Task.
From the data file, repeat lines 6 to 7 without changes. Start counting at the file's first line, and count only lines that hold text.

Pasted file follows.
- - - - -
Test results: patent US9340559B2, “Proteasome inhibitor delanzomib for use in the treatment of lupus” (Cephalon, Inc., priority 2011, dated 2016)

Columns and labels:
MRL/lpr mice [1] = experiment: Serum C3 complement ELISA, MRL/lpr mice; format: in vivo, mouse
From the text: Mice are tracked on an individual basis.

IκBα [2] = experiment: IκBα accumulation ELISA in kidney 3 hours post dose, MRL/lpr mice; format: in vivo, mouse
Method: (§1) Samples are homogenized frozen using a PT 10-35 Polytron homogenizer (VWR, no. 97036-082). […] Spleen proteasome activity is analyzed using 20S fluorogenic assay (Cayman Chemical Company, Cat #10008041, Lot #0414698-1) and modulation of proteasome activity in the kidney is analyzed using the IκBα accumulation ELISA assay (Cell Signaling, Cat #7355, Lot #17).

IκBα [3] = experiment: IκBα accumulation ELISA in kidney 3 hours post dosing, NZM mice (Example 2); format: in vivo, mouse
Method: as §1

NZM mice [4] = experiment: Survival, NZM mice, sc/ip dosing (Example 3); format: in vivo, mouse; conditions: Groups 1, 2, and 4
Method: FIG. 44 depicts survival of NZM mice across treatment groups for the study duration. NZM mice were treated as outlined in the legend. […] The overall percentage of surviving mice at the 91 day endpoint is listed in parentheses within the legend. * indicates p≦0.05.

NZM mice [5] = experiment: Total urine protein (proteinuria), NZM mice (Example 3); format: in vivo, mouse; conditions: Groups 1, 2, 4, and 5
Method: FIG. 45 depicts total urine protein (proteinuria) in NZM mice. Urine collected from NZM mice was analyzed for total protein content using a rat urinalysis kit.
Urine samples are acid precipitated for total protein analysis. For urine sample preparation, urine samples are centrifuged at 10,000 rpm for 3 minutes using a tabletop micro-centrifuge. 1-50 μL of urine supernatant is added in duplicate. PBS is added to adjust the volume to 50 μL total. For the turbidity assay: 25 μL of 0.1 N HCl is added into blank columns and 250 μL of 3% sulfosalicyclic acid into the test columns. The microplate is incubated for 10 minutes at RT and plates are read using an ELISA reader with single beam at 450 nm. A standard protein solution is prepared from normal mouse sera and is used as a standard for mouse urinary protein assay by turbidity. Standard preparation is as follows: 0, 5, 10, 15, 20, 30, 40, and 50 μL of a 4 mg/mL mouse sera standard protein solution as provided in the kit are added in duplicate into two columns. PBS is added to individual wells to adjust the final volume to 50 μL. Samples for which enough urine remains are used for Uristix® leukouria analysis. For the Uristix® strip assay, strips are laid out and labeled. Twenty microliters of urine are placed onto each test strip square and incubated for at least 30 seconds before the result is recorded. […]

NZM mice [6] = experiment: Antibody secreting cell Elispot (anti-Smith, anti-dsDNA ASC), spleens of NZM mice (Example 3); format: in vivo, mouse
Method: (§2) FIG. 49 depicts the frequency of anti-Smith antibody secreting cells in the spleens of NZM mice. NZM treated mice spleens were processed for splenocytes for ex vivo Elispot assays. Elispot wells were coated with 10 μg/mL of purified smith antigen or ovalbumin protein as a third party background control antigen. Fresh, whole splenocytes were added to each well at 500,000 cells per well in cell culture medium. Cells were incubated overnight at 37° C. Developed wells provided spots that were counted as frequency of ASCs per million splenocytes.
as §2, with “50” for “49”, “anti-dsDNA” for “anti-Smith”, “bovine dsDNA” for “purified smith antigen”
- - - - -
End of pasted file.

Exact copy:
Method: (§1) Samples are homogenized frozen using a PT 10-35 Polytron homogenizer (VWR, no. 97036-082). […] Spleen proteasome activity is analyzed using 20S fluorogenic assay (Cayman Chemical Company, Cat #10008041, Lot #0414698-1) and modulation of proteasome activity in the kidney is analyzed using the IκBα accumulation ELISA assay (Cell Signaling, Cat #7355, Lot #17).

IκBα [3] = experiment: IκBα accumulation ELISA in kidney 3 hours post dosing, NZM mice (Example 2); format: in vivo, mouse